So the comics listed were on the stands and selling in April or May of 1976.
These ads first appeared in the June issues – I checked three comics I had full runs of at that time – World’s Finest, Brave & Bold and Justice League of America. I checked the May issues and earlier and they had no ads for the Bicentennial; they each had ads for the Superman vs Spider-Man Tabloid-sized comic book out that year, however.
So this gave us only one month to save enough money to buy at least twenty-five comics while they were on the stands and then mail it all to DC Comics before the July 4th deadline. On top of saving for the Battle of the Century! Oh the pressure…
This is nothing new. Kids have been collecting wrappers and box tops as long as there have been wrappers and box tops. This is not even a new thing in comics – ever since the first comics appeared in the 1930s kids were encouraged to cut out an ad or a symbol and cash in!
But on this scale the only thing that I can think of as equivalent are the Marvel Value Stamps. In the letter pages of various Marvel comics were “stamps” of their characters on their letter pages. The stamps were only an two or three-inches-square and printed on the page as if it were any ad or text. Collect all 100 , purchase the handy-dandy Stamp book, paste the stamps on the inside and collect valuable prizes.
The prizes consisted of discounts at various upper east coast conventions, free knick-knacks at said conventions, etc. A boy stuck in rural southern Illinois (a redundant term) didn’t find much use for such stamps.
But a Superman belt buckle!? A Superman BELT BUCKLE!?
Even at eleven years old … meh.
It’s true – the prize didn’t thrill me. And twenty-five headings at thirty cents a comic (at the cheapest – some, like DC Super Stars #5 were fifty cents) was $7.50: a princely sum for a pre-teen.
But forty years later it is another story. Collecting comics is now a fun hobby. They still entertain me – more so than modern comics. I want to read and review all 33 comics on the list. Maybe I’ll send in the tops (and ruin their value, true) and ask for my belt buckle. Oh sure the event ended on July 4th, 1976, but they might still have a few buckles lying around. Maybe DC will run across a box of them when as they pack for their move to LA.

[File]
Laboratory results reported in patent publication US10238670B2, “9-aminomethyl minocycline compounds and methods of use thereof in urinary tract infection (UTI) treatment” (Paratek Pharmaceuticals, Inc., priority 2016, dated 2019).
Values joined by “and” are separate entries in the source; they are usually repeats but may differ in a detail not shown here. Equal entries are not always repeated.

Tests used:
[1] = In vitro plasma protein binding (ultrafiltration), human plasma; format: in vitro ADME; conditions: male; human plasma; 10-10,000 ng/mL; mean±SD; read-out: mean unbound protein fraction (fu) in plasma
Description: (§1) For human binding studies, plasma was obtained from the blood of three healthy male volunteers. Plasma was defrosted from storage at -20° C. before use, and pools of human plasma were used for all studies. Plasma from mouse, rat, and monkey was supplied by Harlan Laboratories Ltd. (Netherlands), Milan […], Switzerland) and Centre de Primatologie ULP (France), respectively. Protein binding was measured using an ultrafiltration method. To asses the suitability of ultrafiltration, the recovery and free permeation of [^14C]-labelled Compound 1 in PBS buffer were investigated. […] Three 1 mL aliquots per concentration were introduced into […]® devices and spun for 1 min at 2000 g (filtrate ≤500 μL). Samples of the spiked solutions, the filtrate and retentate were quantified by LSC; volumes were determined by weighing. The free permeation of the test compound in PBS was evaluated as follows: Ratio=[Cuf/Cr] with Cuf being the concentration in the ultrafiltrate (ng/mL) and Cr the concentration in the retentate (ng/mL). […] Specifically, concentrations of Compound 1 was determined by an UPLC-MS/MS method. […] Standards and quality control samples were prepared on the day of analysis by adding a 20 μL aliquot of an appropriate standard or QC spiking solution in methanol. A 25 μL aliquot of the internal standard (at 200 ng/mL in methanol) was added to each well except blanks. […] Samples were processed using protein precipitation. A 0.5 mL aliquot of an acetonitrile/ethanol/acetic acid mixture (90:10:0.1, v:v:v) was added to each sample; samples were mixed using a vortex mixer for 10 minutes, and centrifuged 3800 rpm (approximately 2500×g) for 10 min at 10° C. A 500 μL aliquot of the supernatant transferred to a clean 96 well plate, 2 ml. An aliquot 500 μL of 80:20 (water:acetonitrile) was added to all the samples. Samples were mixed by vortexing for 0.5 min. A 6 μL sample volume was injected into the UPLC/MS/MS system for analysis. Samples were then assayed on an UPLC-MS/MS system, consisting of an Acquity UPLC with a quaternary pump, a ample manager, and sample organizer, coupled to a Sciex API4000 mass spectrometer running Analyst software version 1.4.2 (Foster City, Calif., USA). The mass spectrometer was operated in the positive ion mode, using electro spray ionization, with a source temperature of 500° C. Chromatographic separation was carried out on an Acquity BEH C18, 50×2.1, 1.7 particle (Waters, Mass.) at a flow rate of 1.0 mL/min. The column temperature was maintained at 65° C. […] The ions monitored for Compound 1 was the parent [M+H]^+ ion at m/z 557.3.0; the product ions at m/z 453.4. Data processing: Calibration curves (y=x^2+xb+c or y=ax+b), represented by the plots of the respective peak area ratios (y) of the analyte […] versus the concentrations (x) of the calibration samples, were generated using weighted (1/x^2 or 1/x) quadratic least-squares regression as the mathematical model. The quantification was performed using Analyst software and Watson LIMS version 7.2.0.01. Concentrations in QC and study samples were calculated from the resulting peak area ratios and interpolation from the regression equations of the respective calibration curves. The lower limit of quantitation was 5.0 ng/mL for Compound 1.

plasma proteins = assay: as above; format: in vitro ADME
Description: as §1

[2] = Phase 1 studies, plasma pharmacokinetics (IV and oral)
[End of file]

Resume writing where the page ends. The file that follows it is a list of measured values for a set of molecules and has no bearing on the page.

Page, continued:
Writer Tony Isabella inspired me to do this series of reviews. For many years his blog contained reviews of comics released on the day of his birth. He now blogs about the comics released at the same time Fantastic Four Annual #1 was published – the comic that inspired him to want to be in the business. It was a day that changed his life.
I considered doing comics released on the day of my birth, but nixed it. I don’t have that many and am not that interested in doing that much research. But DC’s Bicentennial issues – comics I have or can get for the price of a current comic? Why not?
In past blogs I’ve reviewed the Adventure Line series of comics DC released in 1975 https://michaelgcurry.com/2015/01/02/the-dc-comics-adventure-line/, and released a companion/review of The Brave and the Bold comic as an ebook https://www.smashwords.com/books/view/497750. So I’ve had plenty of experience writing about and reviewing my favorite comics!
So I decided to review the 33 comics with the Bicentennial headings in order of their number – regardless of issue number or release date. I will discuss the plot, art and creators of the particular issue and discuss the comic series itself. I will list the contributors of the letter columns and, if interesting enough, may sum up what they wrote. I will load each review with enough details to bore even the most ardent comic book fan.
Will you join me on this trip back to July 1976? That’s the Spirit!
Heh, see what I did there …
All comic covers, advertising, characters and images are the property of their respective copyright holders and reprinted here for your entertainment and review under the Fair Use Doctrine as commentary, criticism and … sometimes … parody.
Keep in mind the actual creators probably only received a fraction of their creative worth at the time of their creation … but that is a whole other story …
Original material copyright 2015 Michael G Curry